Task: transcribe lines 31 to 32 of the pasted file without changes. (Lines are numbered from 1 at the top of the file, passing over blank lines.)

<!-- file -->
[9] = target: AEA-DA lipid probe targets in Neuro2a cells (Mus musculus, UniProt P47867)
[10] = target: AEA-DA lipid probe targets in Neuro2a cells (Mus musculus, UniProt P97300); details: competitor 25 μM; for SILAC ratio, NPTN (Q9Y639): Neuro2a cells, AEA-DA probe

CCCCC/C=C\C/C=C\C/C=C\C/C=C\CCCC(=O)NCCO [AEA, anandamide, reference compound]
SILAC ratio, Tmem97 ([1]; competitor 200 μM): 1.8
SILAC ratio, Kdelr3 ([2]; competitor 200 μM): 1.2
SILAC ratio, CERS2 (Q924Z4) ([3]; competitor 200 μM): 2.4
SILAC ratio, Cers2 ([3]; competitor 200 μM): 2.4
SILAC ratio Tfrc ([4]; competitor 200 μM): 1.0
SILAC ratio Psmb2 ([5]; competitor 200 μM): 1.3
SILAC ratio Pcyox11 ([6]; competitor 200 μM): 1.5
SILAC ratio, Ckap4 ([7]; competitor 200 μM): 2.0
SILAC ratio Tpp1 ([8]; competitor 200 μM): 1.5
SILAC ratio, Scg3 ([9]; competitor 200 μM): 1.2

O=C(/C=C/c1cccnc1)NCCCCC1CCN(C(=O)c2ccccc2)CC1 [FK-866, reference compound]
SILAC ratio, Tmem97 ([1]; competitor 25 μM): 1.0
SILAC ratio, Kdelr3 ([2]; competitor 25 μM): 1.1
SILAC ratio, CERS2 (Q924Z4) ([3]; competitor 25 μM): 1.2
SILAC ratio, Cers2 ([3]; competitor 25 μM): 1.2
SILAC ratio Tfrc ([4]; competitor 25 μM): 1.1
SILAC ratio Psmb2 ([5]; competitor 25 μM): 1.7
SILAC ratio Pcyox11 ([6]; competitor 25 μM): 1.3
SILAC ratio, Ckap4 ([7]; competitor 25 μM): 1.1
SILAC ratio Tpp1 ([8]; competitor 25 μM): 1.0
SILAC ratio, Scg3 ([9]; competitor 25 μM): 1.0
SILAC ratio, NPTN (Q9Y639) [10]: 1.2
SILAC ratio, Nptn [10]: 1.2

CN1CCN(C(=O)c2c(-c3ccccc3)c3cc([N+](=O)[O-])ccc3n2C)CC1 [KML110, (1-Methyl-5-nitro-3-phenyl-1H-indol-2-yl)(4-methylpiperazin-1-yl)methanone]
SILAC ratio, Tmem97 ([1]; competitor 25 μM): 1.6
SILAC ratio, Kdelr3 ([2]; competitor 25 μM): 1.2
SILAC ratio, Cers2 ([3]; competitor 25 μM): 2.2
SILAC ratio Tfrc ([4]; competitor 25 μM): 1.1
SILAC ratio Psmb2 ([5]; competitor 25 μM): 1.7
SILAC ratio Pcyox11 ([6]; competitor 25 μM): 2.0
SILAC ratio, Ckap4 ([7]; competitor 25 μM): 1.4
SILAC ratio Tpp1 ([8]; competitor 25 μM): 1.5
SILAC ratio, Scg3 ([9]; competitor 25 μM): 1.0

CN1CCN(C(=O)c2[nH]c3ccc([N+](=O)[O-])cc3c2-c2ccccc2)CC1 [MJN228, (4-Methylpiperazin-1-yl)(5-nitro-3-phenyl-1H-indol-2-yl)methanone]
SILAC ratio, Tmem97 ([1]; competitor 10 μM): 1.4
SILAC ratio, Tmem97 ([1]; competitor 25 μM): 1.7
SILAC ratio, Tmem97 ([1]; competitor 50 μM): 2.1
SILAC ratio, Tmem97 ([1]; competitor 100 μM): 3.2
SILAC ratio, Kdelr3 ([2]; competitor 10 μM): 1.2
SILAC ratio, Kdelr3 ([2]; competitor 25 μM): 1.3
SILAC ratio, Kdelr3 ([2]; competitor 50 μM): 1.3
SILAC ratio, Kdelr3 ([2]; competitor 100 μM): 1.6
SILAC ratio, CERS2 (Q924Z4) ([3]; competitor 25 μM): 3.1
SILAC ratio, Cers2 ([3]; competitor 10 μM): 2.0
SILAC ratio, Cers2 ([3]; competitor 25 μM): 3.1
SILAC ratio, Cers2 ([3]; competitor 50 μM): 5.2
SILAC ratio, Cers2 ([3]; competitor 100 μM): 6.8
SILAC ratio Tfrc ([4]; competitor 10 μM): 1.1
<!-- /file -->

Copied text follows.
SILAC ratio Tfrc ([4]; competitor 25 μM): 1.1
SILAC ratio Psmb2 ([5]; competitor 25 μM): 1.7